We estimate water usage on our water cooled systems are going to run between 2-3 GPM per HP, it appears their "3 ton" is a 3 HP, and will likely require between 6-9 GPM when the compressor is running. The colder your entering water temperature, the less flow will be required.

If they were free, you may want to hook them up and see how they do- if the water usage is too much you could then look at options to convert, replace, or install a cooling tower loop..

Hope this might be helpful. Good Luck.

Jim

Pro Chiller Systems
jiimvgjr@prorefrigeration.com

PerraHermosa
01-19-2015, 10:37 AM
Water cooled systems are not uncommon, as the link points out- these units use water to condense the refrigerant versus using ambient air.

Water cooled condensers are not potable rated and the exiting water (typically exiting around 100 F) can't be reused for consumption. There are likely water regulating valves on these units that meter the amount of water introduced to control condensing pressure with the outlet water needing to go to drain. Typically these would be connected to a city water source with the outlet being sent to drain. The regulating valve closes off the flow of water when the compressor is not running. In this size range, this is most common unless they are located in a facility that has a cooling tower loop feeding multiple pieces of equipment. Incorporating a dedicated cooling tower for this is possible, however the expense of this might be better applied installing a traditional air cooled chiller system. If you have a good refrigeration mechanic, he might be able to convert these units to air cooled condensing also.

We estimate water usage on our water cooled systems are going to run between 2-3 GPM per HP, it appears their "3 ton" is a 3 HP, and will likely require between 6-9 GPM when the compressor is running. The colder your entering water temperature, the less flow will be required.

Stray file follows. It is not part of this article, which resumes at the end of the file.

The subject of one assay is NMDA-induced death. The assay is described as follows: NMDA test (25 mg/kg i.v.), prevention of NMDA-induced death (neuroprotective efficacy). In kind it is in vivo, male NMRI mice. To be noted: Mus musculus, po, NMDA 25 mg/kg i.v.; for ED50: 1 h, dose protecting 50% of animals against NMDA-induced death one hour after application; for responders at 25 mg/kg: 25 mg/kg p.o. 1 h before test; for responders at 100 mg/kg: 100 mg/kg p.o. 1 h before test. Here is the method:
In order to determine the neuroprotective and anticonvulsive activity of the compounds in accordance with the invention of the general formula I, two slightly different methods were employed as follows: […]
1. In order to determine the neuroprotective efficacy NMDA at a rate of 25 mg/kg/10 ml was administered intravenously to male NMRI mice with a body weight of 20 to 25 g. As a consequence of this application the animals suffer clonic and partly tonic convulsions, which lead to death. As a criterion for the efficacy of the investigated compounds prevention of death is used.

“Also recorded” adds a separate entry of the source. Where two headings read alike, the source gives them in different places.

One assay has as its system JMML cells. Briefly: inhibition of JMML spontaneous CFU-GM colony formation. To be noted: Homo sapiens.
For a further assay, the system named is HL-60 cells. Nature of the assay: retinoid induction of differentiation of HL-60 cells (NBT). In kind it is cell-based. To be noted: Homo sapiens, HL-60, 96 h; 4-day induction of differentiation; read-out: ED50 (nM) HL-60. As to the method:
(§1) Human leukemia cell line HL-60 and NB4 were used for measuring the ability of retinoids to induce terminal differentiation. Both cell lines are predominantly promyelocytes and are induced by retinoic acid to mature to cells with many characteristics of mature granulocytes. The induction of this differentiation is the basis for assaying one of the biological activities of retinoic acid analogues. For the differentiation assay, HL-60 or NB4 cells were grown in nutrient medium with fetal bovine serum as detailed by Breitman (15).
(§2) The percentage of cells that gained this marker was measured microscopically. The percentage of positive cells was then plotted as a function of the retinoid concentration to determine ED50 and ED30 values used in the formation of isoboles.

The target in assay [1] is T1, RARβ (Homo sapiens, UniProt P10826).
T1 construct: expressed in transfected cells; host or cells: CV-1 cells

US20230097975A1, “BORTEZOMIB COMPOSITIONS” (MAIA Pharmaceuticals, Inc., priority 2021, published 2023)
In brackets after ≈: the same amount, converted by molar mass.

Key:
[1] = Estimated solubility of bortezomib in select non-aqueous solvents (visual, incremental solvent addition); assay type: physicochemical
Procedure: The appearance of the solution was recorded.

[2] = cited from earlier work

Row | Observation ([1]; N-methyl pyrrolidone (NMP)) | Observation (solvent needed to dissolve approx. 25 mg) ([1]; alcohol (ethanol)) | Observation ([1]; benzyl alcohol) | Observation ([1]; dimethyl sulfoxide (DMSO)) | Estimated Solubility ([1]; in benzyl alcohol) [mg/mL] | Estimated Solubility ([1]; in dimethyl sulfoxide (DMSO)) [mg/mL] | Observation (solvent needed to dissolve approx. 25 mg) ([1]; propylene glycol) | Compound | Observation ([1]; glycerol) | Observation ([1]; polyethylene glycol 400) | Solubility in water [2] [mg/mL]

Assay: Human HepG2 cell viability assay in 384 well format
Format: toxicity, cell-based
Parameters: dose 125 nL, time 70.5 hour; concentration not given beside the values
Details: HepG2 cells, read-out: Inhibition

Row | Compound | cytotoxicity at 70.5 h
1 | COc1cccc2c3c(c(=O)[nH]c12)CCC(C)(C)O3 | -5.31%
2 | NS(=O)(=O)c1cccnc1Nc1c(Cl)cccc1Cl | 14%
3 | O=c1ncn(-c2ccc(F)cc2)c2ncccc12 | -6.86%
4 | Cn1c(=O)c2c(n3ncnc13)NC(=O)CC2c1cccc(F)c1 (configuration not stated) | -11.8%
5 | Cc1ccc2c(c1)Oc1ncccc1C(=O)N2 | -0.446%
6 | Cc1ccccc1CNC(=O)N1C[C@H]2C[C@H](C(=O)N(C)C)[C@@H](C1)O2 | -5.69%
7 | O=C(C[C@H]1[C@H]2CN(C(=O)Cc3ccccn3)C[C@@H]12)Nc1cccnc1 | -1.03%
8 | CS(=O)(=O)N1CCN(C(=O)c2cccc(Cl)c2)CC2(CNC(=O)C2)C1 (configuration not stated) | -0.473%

If they were free, you may want to hook them up and see how they do- if the water usage is too much you could then look at options to convert, replace, or install a cooling tower loop..

Hope this might be helpful. Good Luck.

Jim

Pro Chiller Systems
jiimvgjr@prorefrigeration.com

Hi Jim, thanks for the response. I really appreciate it. Im thinking these are going to be too much retrofitting - i already need to swap the 440v 3PH motors out to 220v 1PH. Honestly, they may be oversized for our current expansion (two 3.5BBL primaries), and being where we are in Costa Rica and having a "dry" season with little rain I don't know how environmentally friendly these units are going to make us.
I am trying to wrap my head around the parts and flow chart of how a very basic glycol setup would work. Do you know of such a resource?
Many thanks again.

jimvgjr
01-20-2015, 05:52 AM
We have a couple of articles actually posted here in the PROBREWER refrigeration library http://www.probrewer.com/library/refrigeration/ and also on our website http://www.prochiller.com/reSalesLit.html. Please review and feel free to contact me directly with any questions.

Good Luck,

Jim